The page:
18 de febrero de 2022

CfP: for Technological Unemployment: Causes, Impacts, and Responses

Session Call for Papers, XIX World Economic History Congress. Paris, 25–29 July 2022

Session Organizer: Benjamin Schneider 

Technological unemployment is likely to be a major challenge of the 21st century, with automation putting up to half of jobs in some countries at risk (Brynjolfsson & McAfee 2014, Chang & Huynh 2016, Frey & Osborne 2017). Papers in this panel will explore historical instances of technological unemployment, with a focus on three areas of research: 1) analyzing the conditions that produced job-replacing technology; 2) measuring the impact of job destruction on wellbeing; 3) assessing the effectiveness of policy responses.  

The first research area will use historical examples of job-destroying inventions to examine when innovative activity has realized the potential for mechanization or automation. Papers may consider causes such as factor conditions, institutions, and scientific developments that led to job-replacing technology.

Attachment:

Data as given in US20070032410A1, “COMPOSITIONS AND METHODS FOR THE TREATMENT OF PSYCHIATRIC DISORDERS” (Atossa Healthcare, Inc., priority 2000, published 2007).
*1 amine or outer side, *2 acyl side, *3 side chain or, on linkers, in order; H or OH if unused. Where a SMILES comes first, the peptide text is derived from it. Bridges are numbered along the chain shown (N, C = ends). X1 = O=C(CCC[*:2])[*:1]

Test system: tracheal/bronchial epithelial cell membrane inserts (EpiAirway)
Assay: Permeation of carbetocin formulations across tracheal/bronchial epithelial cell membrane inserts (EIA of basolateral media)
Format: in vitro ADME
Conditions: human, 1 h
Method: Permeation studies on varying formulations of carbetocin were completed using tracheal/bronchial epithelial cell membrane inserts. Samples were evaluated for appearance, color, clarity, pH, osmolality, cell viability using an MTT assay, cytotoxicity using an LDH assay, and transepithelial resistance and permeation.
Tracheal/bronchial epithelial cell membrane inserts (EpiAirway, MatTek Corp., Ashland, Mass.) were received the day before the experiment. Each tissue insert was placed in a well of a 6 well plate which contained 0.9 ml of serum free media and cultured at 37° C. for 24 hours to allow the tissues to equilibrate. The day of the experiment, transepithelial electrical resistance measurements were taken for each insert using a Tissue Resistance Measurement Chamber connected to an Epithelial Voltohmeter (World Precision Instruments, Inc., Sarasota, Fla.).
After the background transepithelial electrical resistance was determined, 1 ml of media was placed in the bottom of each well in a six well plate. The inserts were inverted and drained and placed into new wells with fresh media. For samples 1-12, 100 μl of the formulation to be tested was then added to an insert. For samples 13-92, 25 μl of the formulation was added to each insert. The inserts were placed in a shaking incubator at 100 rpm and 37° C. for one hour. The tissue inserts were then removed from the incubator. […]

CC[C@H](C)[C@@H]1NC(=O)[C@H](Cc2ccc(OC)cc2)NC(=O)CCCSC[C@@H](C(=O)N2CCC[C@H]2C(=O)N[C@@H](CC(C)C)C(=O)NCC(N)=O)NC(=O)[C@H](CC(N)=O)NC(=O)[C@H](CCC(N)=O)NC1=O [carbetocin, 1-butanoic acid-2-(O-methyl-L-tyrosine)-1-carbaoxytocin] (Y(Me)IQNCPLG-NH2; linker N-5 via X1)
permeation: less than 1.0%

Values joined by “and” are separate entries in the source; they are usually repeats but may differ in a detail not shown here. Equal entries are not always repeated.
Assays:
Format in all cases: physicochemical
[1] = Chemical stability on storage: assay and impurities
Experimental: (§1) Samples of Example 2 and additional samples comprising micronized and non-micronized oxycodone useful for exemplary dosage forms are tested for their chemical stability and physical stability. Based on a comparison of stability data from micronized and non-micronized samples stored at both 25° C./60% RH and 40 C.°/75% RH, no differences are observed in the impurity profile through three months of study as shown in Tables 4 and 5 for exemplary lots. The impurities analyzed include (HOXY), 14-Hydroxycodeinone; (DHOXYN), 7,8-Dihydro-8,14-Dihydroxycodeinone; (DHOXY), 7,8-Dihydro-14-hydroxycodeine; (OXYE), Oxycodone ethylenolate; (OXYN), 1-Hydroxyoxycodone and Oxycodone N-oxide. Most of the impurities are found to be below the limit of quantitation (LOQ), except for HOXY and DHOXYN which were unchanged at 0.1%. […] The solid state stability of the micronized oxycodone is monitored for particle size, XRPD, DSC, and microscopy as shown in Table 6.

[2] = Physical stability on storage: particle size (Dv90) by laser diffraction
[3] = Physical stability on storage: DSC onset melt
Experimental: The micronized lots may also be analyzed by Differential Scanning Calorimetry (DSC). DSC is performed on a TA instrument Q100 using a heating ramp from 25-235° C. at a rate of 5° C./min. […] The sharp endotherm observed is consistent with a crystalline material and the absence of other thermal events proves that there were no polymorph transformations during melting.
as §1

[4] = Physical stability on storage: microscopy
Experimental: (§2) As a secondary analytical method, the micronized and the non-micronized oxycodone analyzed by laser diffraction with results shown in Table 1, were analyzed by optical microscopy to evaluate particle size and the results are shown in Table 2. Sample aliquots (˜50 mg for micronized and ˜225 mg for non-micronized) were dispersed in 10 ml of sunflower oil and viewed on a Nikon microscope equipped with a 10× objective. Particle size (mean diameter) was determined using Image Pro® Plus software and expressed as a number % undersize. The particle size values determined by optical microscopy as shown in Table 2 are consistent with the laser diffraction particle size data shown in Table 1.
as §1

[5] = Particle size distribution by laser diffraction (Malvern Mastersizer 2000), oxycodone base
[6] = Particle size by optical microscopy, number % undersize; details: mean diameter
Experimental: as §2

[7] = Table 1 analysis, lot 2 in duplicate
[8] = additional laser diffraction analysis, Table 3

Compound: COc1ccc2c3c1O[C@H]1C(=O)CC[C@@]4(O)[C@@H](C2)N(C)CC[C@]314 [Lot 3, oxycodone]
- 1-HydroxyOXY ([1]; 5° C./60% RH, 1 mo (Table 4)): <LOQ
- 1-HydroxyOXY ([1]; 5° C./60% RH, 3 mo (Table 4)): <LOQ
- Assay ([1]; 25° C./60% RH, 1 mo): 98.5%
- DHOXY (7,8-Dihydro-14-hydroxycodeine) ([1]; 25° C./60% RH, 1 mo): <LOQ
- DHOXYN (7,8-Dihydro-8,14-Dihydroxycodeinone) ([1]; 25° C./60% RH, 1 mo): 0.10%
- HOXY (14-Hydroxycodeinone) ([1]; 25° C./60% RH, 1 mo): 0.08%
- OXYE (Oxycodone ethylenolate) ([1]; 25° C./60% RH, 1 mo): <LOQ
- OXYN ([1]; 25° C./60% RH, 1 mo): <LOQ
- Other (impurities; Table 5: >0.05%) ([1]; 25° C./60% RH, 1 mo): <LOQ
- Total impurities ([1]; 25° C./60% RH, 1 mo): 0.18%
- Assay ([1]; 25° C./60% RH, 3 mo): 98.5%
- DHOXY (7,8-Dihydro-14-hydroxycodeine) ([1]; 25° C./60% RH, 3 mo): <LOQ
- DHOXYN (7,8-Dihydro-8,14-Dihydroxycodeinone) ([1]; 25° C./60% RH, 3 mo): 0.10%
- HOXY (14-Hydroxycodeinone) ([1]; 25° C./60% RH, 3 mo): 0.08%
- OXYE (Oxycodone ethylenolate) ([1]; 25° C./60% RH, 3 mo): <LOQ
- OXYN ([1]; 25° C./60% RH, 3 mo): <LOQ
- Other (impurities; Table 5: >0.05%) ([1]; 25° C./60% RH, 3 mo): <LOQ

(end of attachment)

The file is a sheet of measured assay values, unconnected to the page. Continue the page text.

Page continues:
The second research area addresses how technological unemployment impacted workers and labor markets. Papers may examine the effects of unemployment on local or sectoral labor markets, the career trajectories of individual workers, and the wellbeing consequences for workers, families, and communities. The panel welcomes multidimensional approaches to measure quality of life and wellbeing.

The third research area moves from impacts to potential solutions. Papers will consider how technological unemployment interacted with existing safety nets and labor market policies, and the effectiveness of measures intended to mitigate the effects of job destruction. 

Papers from any location or historical period that analyze technological unemployment and discuss one or more of the three research areas are welcome. Please send a 300-word abstract and a short CV to Benjamin Schneider by 4 March 2022. All submissions will be acknowledged and receive a response by mid-March.